What compelled them?
I am curious about my mixed background but mostly about the Genoese and Venetian ancestors on both sides of my family who sailed the Mediterranean and landed in Izmir in the 17th century, or perhaps earlier. What compelled them to leave home, how and why did they sail, what happened to them?
As a child I was fascinated by maps. When I got sick my favourite thing was to be in bed surrounded by encyclopaedias with colourful pictures, a large world atlas and a cold compress on my forehead. I spent feverish hours poring over maps, drawing them, running my fingers along coasts and mountains, to the point where I was able to draw the entire map of the world by memory. I became good at drawing the Mediterranean. You’d think I was about to go on an expedition or become a navigator at the age of eight. Why was I so obsessed? I blame it on the ancestors who crisscrossed those waters. Perhaps it goes even farther back in time, to Odysseus whose ship one of my very great grandparents may have boarded as a sailor or a stowaway on that voyage among the dreamy sunny islands of the Aegean. Who knows how far into the past, and how wide into the world that curiosity for “elsewhere” goes? I think of my ancestral roots as the intricate underside of a large forest made up of many different types of trees and shrubs whose life sources are so intertwined that they can no longer tell themselves apart.
The Genoese ancestor I would like to interview appears to have landed on the island of Chios first, possibly in the 14th century or earlier, and may have been involved in the mastic production and trade as well as in the political life of the island. There is a fascinating book I read a few years ago by Philip Argenti, “Religious Minorities of Chios, Jews and Roman Catholics” (Cambridge University Press, 1970) which traces the history of this island within visible distance of the Smyrnian coast, all the way back to 200 B.C. with an emphasis on their minorities. Chios was an important source of mastic – resin from the mastic tree was used in various industries, making paint and glue etc for a very long time, so the role of the island was pivotal for this particular reason. It played an interesting part in the power shift that occurred between kingdoms and empires in Europe in the 16th century. Two kings, Suleyman I who ruled the Ottoman Empire and Francis I of France created a formidable alliance. This powerful and close friendship between a Muslim and a Christian ruler not only scandalized but also terrorized the rest of Europe. In that time, Suleyman and his famous admiral, Barbarossa (Barbaros Hayreddin Pasha) challenged the Genoese supremacy in the Mediterranean and when the Genoese commander Andrea Doria lost an important and final naval battle against Barbaros, the vast sea became dominated by the Franco-Turkish fleet. Sometime in 1566 an Ottoman fleet of 100 ships arrived in Chios. The Genoese governors who until then were paying tribute to the Ottomans, were invited aboard the ship. Once they got on, they were swiftly taken into custody and that was the end of the Genoese rule of Chios. The importance of mastic in world trade began to wane in favour of rubber around that time as well. I imagine my Genoese ancestors moved to Smyrna, in the 17th century as a result of all this and settled there. I am not a historian, so I hope I will be forgiven for this brief and imprecise account, and any mistakes I may have made. Although the Venetians and Genoese were sworn enemies and competed for supremacy for most of their history sailing and trading in the Mediterranean, in Smyrna they seem to have settled down in apparent brotherhood and make up a large part of my ancestral heritage. I would tell them that wanderlust and love for the Aegean Sea aside, the aptitude for trade or business did not trickle down to me. I am not at all gifted that way, but I can perhaps tell a tale. I would love to tell theirs, if they could share them with me.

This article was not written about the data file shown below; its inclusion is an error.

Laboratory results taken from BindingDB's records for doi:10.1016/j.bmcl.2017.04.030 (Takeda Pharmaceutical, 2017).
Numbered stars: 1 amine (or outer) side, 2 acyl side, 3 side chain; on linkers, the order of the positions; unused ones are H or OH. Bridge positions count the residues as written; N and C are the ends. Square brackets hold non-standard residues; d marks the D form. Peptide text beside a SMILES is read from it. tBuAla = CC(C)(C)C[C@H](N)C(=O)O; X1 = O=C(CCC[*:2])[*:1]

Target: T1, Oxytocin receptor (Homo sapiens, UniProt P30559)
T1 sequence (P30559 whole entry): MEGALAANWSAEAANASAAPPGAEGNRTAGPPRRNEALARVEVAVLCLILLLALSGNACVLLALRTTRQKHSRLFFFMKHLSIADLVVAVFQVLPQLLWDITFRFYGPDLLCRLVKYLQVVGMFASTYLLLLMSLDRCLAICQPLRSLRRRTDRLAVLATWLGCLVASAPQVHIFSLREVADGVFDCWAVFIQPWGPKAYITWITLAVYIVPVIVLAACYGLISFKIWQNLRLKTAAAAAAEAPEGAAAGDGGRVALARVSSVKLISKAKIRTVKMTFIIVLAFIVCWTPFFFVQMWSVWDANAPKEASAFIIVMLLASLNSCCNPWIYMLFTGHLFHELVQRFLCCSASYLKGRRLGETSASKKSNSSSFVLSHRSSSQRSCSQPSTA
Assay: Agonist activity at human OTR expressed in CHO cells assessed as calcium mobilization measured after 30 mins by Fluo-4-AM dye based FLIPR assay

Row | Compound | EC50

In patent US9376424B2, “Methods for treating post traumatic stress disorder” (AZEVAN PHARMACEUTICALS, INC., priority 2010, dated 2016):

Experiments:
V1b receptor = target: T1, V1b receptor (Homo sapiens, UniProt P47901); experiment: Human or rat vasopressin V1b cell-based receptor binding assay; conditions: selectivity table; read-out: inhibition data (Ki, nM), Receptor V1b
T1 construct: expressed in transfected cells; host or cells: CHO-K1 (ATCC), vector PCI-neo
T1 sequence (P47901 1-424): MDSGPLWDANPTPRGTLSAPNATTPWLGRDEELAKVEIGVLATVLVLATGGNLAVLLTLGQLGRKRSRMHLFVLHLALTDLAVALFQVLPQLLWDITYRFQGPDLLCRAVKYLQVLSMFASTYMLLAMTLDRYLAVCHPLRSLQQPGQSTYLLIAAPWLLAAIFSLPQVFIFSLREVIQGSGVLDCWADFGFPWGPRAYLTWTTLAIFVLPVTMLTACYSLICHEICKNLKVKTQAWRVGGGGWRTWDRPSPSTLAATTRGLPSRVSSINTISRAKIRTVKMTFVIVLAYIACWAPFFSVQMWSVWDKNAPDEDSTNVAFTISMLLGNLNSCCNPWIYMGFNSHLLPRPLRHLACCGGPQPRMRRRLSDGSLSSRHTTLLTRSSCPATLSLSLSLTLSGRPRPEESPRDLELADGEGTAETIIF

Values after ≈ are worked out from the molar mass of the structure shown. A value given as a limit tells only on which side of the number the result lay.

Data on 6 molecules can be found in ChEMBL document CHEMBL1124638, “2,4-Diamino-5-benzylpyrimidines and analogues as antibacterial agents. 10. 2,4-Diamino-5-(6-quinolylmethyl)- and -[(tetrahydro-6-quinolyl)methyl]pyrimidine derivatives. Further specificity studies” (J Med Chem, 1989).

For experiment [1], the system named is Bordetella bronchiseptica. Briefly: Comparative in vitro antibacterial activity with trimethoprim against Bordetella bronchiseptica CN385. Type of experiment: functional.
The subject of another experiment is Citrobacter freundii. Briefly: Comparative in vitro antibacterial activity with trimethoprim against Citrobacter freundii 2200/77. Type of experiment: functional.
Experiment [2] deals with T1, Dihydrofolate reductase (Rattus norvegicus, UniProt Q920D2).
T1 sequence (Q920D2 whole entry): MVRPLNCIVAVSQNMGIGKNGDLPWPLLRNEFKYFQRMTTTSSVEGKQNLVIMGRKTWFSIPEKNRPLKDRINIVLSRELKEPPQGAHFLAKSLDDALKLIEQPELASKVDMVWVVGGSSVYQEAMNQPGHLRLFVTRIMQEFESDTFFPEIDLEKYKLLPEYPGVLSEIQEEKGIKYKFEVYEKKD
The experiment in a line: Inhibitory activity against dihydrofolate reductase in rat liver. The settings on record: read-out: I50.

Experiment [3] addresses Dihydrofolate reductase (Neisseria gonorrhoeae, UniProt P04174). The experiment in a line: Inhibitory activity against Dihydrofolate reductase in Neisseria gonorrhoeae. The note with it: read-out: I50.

Another ancestor, a spiritual one, I’d want to meet is Homer who lived both around Izmir and on the island of Chios. If I could meet him, I would stay quietly by his side and listen to his stories. I know exactly how the moment would feel; the brightness of the Aegean light, the insistent sound of cicadas, an imbat breeze cooling our faces, the smell of clay and goat poop on dirt roads. I would hold his hand and ask, “Which olive tree did you sit under and dream, please show me, so I can find it in my own time, sit and dream there in the company of your marvelous spirit.”
Leave a Small Trail
I hope you gaze at the world you live in with awe and wonder, tread gently upon it beside all living things and try to leave a small trail of kindness behind you when you go.
Born and raised in Turkey, Loren Edizel has lived in Canada most of her life and is the author of three novels, Adrift (2011), The Ghosts of Smyrna (2013), Days of Moonlight (2018) and a collection of short stories, Confessions: A Book of Tales (2014). The Ghosts of Smyrna was also published in Turkish, in Turkey, in 2017. Her short fiction has appeared in journals in both Canada and in Turkey. She lives in Toronto.
She is currently working on a novel that takes place in Smyrna in the late 19th – early 20th century, focused on the relationship of two sisters and their lives.